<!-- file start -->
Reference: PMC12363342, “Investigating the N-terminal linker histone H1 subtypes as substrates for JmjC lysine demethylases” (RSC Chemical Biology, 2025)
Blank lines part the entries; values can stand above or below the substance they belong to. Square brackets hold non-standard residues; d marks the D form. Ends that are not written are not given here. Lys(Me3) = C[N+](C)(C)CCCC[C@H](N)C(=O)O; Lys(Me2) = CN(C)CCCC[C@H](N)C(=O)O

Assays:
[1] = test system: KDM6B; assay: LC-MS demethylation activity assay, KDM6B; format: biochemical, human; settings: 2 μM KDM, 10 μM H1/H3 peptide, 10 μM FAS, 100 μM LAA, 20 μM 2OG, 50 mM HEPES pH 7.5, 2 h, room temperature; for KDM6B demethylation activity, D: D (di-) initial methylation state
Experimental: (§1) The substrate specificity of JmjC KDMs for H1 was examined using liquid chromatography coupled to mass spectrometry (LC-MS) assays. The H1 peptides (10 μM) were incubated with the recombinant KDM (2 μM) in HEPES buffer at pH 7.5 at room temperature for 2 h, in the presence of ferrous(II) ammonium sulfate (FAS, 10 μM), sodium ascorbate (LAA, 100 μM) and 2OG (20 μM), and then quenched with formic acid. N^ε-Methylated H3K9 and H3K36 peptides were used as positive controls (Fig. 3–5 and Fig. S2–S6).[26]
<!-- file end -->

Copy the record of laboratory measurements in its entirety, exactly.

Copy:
Reference: PMC12363342, “Investigating the N-terminal linker histone H1 subtypes as substrates for JmjC lysine demethylases” (RSC Chemical Biology, 2025)
Blank lines part the entries; values can stand above or below the substance they belong to. Square brackets hold non-standard residues; d marks the D form. Ends that are not written are not given here. Lys(Me3) = C[N+](C)(C)CCCC[C@H](N)C(=O)O; Lys(Me2) = CN(C)CCCC[C@H](N)C(=O)O

Assays:
[1] = test system: KDM6B; assay: LC-MS demethylation activity assay, KDM6B; format: biochemical, human; settings: 2 μM KDM, 10 μM H1/H3 peptide, 10 μM FAS, 100 μM LAA, 20 μM 2OG, 50 mM HEPES pH 7.5, 2 h, room temperature; for KDM6B demethylation activity, D: D (di-) initial methylation state
Experimental: (§1) The substrate specificity of JmjC KDMs for H1 was examined using liquid chromatography coupled to mass spectrometry (LC-MS) assays. The H1 peptides (10 μM) were incubated with the recombinant KDM (2 μM) in HEPES buffer at pH 7.5 at room temperature for 2 h, in the presence of ferrous(II) ammonium sulfate (FAS, 10 μM), sodium ascorbate (LAA, 100 μM) and 2OG (20 μM), and then quenched with formic acid. N^ε-Methylated H3K9 and H3K36 peptides were used as positive controls (Fig. 3–5 and Fig. S2–S6).[26]